the one with eight sections Script for the Republic of Liberia marks the intersection of several disparate threads: modernist stylistics superimposed on an English Pindaric ode to an African political moment by an African-American artist. Although it has a black theme, it could be said that this poem is also about the world of men. And this subject is not simply stated, it is embodied in a rich and complex language and realized in terms of the poetic imagination. It gives an initial clue to its meaning by allusive indirection. But it marks Tolson’s growing poetic ambition through a lengthy, complex and allusive in some places and filled with surreal dream visions in others. However, it remains a poem little read by a black.
That year, Liberia declared Tolson its Poet Laureate, who was subsequently admitted to Liberia’s Knight Order of the Order of the Star of Africa. The 50s and 90s brought him increasing successes. He won poetry prizes and honorary doctorates. He later got a professorship at the Tuskegee Institute. He won the Arts and Letters Award in Literature from the American Academy and the Institute of Arts and Letters. He also entered local politics and was elected mayor of the City of Langston for four consecutive terms from 1954 to 1960.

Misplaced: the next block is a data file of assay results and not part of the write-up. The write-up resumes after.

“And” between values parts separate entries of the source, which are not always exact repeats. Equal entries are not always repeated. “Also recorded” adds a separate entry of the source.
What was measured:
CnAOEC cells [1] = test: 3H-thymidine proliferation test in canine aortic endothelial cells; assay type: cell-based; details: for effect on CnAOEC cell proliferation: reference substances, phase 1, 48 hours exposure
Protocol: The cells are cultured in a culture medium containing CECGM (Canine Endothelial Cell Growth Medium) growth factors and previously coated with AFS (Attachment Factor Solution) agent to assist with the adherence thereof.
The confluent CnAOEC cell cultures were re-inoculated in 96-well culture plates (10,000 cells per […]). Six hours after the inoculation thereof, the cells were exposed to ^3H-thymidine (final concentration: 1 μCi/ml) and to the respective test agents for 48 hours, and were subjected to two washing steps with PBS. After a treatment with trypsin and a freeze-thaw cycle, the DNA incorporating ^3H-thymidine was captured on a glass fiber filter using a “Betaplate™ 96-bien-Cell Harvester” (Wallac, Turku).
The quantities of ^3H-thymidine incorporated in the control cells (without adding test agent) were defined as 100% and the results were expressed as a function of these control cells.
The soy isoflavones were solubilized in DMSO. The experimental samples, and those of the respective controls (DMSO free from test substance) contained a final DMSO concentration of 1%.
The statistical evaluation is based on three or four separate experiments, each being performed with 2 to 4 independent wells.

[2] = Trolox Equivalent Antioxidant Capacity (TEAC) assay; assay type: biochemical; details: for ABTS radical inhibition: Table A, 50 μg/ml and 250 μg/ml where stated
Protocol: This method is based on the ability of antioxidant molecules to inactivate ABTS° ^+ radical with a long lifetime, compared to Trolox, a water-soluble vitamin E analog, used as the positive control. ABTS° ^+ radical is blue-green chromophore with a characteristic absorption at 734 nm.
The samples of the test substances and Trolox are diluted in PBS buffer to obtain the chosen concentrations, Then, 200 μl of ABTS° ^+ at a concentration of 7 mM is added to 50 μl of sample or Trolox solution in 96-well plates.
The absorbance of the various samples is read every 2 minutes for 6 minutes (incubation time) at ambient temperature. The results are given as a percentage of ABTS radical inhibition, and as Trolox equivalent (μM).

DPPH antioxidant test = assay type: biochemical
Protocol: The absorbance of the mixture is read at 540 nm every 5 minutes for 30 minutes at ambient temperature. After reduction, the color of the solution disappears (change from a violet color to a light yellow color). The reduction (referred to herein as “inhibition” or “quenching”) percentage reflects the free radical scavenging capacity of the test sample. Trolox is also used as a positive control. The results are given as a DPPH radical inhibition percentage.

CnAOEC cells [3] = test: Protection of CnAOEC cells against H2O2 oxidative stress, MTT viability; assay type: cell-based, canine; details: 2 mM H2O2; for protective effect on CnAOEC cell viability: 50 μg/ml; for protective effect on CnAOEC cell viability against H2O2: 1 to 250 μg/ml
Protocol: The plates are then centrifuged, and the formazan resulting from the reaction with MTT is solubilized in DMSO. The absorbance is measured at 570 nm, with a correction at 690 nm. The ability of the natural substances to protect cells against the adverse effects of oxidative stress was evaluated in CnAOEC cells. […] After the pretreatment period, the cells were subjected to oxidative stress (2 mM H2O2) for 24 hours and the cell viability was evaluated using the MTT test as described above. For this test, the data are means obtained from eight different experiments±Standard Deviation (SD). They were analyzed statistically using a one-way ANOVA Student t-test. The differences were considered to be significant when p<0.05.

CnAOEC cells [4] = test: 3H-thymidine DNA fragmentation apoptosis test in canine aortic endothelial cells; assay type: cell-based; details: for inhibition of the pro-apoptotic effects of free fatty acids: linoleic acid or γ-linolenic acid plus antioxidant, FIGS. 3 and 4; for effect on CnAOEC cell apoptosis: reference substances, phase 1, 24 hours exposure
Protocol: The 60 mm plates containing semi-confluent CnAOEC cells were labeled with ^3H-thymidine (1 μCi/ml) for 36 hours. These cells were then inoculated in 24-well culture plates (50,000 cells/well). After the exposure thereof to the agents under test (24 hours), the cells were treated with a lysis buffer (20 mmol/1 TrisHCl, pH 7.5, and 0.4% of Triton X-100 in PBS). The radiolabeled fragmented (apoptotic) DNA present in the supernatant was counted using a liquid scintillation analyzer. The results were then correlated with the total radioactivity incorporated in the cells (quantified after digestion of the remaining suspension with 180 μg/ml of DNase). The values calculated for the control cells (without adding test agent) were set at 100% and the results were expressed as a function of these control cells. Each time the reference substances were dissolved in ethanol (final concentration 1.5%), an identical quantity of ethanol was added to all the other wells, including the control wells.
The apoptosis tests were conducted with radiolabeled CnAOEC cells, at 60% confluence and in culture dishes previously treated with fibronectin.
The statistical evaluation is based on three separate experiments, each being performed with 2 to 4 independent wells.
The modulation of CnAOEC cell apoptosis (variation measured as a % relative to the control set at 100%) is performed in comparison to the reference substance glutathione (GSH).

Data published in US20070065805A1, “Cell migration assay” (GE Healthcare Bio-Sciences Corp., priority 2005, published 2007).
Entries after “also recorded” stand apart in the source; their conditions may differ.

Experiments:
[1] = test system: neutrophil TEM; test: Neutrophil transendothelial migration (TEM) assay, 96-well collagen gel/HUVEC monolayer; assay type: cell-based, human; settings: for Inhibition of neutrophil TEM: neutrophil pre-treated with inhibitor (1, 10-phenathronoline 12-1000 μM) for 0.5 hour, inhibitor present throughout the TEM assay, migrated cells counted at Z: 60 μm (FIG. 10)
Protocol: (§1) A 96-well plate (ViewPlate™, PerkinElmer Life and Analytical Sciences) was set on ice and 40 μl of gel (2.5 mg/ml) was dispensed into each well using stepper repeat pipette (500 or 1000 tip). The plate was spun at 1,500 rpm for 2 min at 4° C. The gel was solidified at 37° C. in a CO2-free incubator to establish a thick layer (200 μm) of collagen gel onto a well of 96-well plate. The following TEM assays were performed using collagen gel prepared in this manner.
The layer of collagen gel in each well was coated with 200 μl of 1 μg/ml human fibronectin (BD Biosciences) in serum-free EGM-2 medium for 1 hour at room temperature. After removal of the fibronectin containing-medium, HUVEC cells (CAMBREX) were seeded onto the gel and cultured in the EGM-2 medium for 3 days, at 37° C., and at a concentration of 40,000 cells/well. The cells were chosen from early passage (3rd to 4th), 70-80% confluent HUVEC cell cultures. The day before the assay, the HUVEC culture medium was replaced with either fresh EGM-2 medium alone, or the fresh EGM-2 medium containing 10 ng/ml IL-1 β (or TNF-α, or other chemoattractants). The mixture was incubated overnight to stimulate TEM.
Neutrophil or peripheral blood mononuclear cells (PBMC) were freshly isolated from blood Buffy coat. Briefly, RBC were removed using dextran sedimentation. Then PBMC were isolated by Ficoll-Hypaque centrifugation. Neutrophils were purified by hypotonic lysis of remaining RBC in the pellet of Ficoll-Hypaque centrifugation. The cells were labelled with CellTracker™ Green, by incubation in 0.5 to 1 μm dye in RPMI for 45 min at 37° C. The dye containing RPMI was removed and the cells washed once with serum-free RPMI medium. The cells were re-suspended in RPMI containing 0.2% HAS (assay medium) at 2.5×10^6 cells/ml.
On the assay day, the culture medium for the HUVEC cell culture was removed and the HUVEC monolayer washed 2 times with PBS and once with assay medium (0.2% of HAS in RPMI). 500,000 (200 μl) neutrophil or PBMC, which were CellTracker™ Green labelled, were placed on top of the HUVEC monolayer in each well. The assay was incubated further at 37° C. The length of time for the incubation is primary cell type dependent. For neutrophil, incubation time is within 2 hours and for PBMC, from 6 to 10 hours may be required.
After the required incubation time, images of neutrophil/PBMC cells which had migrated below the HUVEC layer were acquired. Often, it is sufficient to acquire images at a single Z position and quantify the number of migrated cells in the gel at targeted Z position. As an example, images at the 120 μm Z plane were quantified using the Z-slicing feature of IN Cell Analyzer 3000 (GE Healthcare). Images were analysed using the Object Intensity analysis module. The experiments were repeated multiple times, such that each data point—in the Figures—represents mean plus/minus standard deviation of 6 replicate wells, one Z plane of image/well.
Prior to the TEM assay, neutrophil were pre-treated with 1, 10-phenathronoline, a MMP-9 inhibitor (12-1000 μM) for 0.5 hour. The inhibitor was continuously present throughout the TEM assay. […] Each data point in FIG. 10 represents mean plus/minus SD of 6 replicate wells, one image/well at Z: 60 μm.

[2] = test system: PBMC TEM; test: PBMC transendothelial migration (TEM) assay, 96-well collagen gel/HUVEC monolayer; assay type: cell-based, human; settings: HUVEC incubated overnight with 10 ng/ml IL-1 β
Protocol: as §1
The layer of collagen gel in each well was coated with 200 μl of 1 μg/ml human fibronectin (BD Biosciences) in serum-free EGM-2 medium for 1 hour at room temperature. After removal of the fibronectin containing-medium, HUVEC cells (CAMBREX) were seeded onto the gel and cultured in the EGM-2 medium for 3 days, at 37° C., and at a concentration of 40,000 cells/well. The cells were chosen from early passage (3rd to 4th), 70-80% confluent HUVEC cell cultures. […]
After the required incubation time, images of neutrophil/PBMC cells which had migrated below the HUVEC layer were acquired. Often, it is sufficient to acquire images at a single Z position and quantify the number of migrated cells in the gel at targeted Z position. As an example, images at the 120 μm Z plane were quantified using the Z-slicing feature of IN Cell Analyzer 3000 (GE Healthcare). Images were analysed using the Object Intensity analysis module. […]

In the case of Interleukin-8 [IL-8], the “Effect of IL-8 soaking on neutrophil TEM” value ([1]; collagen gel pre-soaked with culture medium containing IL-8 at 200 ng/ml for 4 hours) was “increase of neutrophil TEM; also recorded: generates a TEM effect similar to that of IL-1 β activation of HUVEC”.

In 1965, Tolson’s last work to appear in his lifetime, the long poem Harlem Gallery, was published. This last poem consists of several sections, each beginning with a letter of the Greek alphabet and concentrating on exploring African-American life. It is as a whole a drastic departure from his early work.
In 1965, Tolson was appointed to a two-year term at Tuskegee Institute, where he was an Avalon Poet. But he didn’t live long enough to finish his term here. He because he died in the middle of his appointment after being operated on for cancer in Dallas Texas, on August 29, 1966. He was buried in Guthrie, Oklahoma.